U.S. Ambassador to Malawi Virginia Palmer Remarks at Umhlangano, Sept. 2, 2017

  • Your Excellency Professor Arthur Peter Mutharika, President of the Republic of Malawi
  • Right Honorable Saulos Chilima, Vice President of the Republic of Malawi
  • Nkhosi ya Mkhosi Gomani V and other chiefs here present
  • Senior Government Officials
  • Members of the Diplomatic Corps and Heads of International Organizations

I’m so honored to be a guest here today to experience such a respected cultural tradition.  I’m grateful to be able to address a few words to a group so important to the preservation of Malawi’s culture  – and to protecting her future.

I am a big admirer of Nkhosi ya Mkosi Gomani V, who is not only an amazing young Malawian but also an important traditional leader.  I particularly admire his work – and President Mutharika’s! – as He-for-She Champions.  I’ve heard you talk, Your Highness, about the proud traditions of your people, about your Great Aunt who led your people in a great uprising.  I know you and influential members of your hierarchy share my passion for the empowerment of Malawi’s adolescent girls and young women.  And I know you all share my strong belief that Malawi’s future will be more healthy and prosperous if we continue our important work toward gender equality.

The theme of today’s event is “Unity is Power.”  It’s a great theme because it’s true and because it needs to work on many levels.  I think an essential ingredient of unity is mutual respect, which in some ways is the essence of “Umuntu.”  As I work in Malawi, I see many examples of mutual respect, of people from different ethnic groups and regions working together, permitting peaceful political campaigning and elections.  I do wish I saw more respect between men and women, boys and girls.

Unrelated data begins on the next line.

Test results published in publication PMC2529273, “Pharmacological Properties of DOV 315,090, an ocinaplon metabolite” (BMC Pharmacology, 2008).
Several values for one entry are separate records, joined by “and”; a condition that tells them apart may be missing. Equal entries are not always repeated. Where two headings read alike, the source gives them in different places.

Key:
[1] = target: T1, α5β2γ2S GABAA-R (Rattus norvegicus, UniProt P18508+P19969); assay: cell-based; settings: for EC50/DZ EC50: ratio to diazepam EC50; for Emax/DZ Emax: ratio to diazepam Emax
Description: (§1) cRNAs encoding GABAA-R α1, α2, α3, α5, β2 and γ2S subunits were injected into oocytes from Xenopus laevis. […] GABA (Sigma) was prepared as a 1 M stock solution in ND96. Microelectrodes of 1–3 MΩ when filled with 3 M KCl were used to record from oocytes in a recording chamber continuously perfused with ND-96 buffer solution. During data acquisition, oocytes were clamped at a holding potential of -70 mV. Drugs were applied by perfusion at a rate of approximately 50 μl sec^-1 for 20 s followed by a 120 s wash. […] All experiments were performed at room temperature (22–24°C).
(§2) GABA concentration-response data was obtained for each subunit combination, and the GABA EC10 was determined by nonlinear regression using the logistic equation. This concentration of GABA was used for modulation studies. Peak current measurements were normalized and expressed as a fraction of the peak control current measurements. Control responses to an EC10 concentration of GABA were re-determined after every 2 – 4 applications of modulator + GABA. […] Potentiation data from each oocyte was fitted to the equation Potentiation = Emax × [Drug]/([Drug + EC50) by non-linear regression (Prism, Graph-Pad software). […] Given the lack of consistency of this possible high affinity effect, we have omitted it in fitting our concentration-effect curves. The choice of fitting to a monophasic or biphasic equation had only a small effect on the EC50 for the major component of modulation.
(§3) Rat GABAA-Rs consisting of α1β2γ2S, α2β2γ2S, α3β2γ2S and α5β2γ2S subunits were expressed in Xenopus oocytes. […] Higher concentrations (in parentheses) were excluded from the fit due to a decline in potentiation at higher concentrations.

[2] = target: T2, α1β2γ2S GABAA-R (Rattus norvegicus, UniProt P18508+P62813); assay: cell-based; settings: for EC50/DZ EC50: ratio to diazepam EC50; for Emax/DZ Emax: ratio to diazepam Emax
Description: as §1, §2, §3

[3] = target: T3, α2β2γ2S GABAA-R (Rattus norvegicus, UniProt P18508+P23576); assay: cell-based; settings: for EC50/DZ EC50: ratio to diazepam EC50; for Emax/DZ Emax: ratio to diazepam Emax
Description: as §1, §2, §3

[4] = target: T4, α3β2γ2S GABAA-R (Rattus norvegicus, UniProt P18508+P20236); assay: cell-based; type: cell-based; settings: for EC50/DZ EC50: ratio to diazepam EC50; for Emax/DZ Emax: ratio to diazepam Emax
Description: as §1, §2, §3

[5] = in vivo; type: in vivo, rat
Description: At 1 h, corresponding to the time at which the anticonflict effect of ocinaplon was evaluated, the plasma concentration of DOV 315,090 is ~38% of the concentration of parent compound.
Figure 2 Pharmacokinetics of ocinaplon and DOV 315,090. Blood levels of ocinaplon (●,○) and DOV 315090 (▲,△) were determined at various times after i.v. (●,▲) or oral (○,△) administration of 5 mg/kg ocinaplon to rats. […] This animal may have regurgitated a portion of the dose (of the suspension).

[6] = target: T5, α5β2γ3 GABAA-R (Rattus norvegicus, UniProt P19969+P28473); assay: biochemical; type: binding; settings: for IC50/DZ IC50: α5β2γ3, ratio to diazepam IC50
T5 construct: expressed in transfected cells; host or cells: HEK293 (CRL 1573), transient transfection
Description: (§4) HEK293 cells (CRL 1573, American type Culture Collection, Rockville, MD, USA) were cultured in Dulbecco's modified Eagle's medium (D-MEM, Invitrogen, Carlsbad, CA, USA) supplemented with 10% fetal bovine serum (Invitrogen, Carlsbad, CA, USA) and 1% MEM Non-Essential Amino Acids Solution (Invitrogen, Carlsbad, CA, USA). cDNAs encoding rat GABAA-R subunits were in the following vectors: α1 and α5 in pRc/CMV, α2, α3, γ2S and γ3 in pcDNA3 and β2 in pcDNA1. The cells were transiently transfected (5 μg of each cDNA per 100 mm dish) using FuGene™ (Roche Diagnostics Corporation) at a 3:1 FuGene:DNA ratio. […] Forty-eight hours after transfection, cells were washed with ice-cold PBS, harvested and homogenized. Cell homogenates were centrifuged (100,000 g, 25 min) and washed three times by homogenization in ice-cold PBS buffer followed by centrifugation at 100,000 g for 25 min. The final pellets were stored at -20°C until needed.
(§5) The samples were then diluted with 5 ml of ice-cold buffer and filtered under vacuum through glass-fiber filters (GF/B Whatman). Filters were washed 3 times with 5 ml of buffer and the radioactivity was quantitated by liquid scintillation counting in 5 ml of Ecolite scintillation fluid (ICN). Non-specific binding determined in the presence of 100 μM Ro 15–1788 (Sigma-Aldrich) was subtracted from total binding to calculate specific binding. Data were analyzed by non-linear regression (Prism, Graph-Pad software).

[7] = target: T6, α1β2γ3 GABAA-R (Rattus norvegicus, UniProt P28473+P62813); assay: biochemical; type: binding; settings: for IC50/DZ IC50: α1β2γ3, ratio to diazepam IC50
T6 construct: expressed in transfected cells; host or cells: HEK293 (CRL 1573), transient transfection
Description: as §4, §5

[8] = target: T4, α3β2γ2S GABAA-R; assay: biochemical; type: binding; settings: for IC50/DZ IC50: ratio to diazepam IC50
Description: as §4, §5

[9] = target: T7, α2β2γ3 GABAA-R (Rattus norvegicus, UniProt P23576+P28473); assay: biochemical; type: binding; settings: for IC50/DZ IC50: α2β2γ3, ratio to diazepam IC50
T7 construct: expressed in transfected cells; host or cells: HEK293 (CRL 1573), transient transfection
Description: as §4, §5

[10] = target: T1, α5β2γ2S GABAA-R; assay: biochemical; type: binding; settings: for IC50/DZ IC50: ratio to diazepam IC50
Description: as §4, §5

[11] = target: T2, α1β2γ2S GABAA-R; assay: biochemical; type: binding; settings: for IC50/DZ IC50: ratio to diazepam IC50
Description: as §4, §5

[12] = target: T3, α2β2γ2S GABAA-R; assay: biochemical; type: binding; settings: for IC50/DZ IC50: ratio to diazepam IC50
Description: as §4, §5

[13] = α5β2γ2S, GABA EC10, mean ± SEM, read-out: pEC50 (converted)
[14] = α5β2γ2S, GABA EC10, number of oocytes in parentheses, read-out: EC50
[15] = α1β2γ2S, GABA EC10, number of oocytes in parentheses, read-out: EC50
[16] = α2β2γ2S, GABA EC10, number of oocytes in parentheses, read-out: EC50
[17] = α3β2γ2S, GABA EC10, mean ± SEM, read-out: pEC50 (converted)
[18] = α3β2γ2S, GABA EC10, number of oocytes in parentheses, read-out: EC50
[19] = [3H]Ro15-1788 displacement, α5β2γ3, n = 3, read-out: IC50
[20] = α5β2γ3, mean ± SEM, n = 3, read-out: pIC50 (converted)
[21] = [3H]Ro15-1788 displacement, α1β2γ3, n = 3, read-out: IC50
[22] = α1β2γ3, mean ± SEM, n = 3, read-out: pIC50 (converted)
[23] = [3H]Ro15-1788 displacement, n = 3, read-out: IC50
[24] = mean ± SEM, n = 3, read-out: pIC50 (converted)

I really admire the work you are doing to preserve your traditional culture and rituals in ways that avoid injustice and gender inequality, that protect your young people from violence and terrible diseases that could affect their futures or even end their lives.

My staff have heard me talk over and over again about participating in the Reed Dance in kwaZulu Natal and hearing King Goodwill Zwelithini tell the 30,000 maidens assembled there and all his impis that “Zulu men don’t beat our wives.  That’s not who we are.”  It’s a powerful message.  It’s a particularly powerful message coming from a Paramount Chief, so I salute your work Nkosi ya Mkhosi Gomani V and that of your Senior Chiefs and other Traditional Authorites  working hard in your communities to end child marriage and to ensure that Malawian men and boys respect women and girls and prevent violence.  You do this through enforcing by-laws on child marriage and Gender Based Violence, by working with Mothers’ Groups and PTAs to encourage boys and girls to stay in school – or return to school if they’ve dropped out, and by collaborating with community-based organizations to make sure that boys and girls who are victims of violence receive appropriate care.  I hope that you believe, as I do, that if you help Malawi’s women and girls to have an education, everyone, including the men and boys, will have more opportunities and Malawi will prosper.

In Malawi there is much to celebrate:

  • the constitutional amendment that raised the legal age of majority and made ending child marriage easier.
  • Inkhosi Kachindamoto’s Vital Voices Global Leadership Award that she received in Washington, D.C. earlier this year for all the work she’s done to end child marriage, and for showing us that committed individuals can truly make a difference.
  • First Lady Mutharika’s election as Chairperson of the African First Ladies Against HIV/AIDS, and her steadfast commitment to girls education; and
  • President Mutharika’s formation of an Inter-Ministerial Task Force on Adolescent Girls and Young Women which is finalizing Africa’s first Adolescent Girls and Young Women strategy.

There is so much to celebrate, but there is much still to do – in Malawi, in my country, and around the world –to make an impact on the next generation of girls and young women.  The U.S. government is committed to helping as you work to empower girls and young women – and through them, Malawi – by building additional secondary schools and providing youth friendly health services to keep Malawi’s youth healthy and in school.   Zikomo kwambiri.